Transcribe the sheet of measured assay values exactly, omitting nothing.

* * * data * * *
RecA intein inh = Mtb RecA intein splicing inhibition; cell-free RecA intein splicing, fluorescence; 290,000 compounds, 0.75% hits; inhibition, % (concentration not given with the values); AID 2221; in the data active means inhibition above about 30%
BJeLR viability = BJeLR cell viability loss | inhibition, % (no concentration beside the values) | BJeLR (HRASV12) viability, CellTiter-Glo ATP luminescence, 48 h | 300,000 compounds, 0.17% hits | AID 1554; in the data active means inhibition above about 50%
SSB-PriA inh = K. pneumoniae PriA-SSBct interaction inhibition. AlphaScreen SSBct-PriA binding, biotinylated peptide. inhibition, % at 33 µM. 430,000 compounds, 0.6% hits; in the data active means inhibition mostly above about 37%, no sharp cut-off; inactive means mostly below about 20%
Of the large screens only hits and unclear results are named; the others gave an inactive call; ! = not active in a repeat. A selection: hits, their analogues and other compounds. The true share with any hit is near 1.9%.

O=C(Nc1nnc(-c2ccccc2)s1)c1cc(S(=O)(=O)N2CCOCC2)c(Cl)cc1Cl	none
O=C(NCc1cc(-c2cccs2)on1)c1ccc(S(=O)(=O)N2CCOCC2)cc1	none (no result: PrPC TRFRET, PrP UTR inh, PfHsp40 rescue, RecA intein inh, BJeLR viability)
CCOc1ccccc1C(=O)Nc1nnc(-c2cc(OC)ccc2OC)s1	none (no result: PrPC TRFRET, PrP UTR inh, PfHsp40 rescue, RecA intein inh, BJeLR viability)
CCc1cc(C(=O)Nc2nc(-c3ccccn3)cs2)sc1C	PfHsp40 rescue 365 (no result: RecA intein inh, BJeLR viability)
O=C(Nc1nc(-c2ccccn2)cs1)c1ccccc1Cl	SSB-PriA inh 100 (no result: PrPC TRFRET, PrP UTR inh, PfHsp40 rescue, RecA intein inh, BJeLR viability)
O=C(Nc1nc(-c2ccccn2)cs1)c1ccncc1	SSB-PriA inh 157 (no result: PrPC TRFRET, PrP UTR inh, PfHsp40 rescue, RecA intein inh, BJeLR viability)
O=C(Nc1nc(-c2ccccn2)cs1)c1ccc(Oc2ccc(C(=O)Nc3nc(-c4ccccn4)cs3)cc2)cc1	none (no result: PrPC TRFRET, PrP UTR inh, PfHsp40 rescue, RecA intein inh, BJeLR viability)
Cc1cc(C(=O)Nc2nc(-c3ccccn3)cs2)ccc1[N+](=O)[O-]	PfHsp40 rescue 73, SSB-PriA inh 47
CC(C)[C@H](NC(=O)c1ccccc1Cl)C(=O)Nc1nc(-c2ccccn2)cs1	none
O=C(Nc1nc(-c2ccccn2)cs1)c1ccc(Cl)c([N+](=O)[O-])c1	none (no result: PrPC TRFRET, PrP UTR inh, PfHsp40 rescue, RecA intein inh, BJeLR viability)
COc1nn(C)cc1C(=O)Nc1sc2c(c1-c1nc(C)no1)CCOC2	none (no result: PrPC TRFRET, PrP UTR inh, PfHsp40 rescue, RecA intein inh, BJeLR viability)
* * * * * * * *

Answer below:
RecA intein inh = Mtb RecA intein splicing inhibition; cell-free RecA intein splicing, fluorescence; 290,000 compounds, 0.75% hits; inhibition, % (concentration not given with the values); AID 2221; in the data active means inhibition above about 30%
BJeLR viability = BJeLR cell viability loss | inhibition, % (no concentration beside the values) | BJeLR (HRASV12) viability, CellTiter-Glo ATP luminescence, 48 h | 300,000 compounds, 0.17% hits | AID 1554; in the data active means inhibition above about 50%
SSB-PriA inh = K. pneumoniae PriA-SSBct interaction inhibition. AlphaScreen SSBct-PriA binding, biotinylated peptide. inhibition, % at 33 µM. 430,000 compounds, 0.6% hits; in the data active means inhibition mostly above about 37%, no sharp cut-off; inactive means mostly below about 20%
Of the large screens only hits and unclear results are named; the others gave an inactive call; ! = not active in a repeat. A selection: hits, their analogues and other compounds. The true share with any hit is near 1.9%.

O=C(Nc1nnc(-c2ccccc2)s1)c1cc(S(=O)(=O)N2CCOCC2)c(Cl)cc1Cl	none
O=C(NCc1cc(-c2cccs2)on1)c1ccc(S(=O)(=O)N2CCOCC2)cc1	none (no result: PrPC TRFRET, PrP UTR inh, PfHsp40 rescue, RecA intein inh, BJeLR viability)
CCOc1ccccc1C(=O)Nc1nnc(-c2cc(OC)ccc2OC)s1	none (no result: PrPC TRFRET, PrP UTR inh, PfHsp40 rescue, RecA intein inh, BJeLR viability)
CCc1cc(C(=O)Nc2nc(-c3ccccn3)cs2)sc1C	PfHsp40 rescue 365 (no result: RecA intein inh, BJeLR viability)
O=C(Nc1nc(-c2ccccn2)cs1)c1ccccc1Cl	SSB-PriA inh 100 (no result: PrPC TRFRET, PrP UTR inh, PfHsp40 rescue, RecA intein inh, BJeLR viability)
O=C(Nc1nc(-c2ccccn2)cs1)c1ccncc1	SSB-PriA inh 157 (no result: PrPC TRFRET, PrP UTR inh, PfHsp40 rescue, RecA intein inh, BJeLR viability)
O=C(Nc1nc(-c2ccccn2)cs1)c1ccc(Oc2ccc(C(=O)Nc3nc(-c4ccccn4)cs3)cc2)cc1	none (no result: PrPC TRFRET, PrP UTR inh, PfHsp40 rescue, RecA intein inh, BJeLR viability)
Cc1cc(C(=O)Nc2nc(-c3ccccn3)cs2)ccc1[N+](=O)[O-]	PfHsp40 rescue 73, SSB-PriA inh 47
CC(C)[C@H](NC(=O)c1ccccc1Cl)C(=O)Nc1nc(-c2ccccn2)cs1	none
O=C(Nc1nc(-c2ccccn2)cs1)c1ccc(Cl)c([N+](=O)[O-])c1	none (no result: PrPC TRFRET, PrP UTR inh, PfHsp40 rescue, RecA intein inh, BJeLR viability)
COc1nn(C)cc1C(=O)Nc1sc2c(c1-c1nc(C)no1)CCOC2	none (no result: PrPC TRFRET, PrP UTR inh, PfHsp40 rescue, RecA intein inh, BJeLR viability)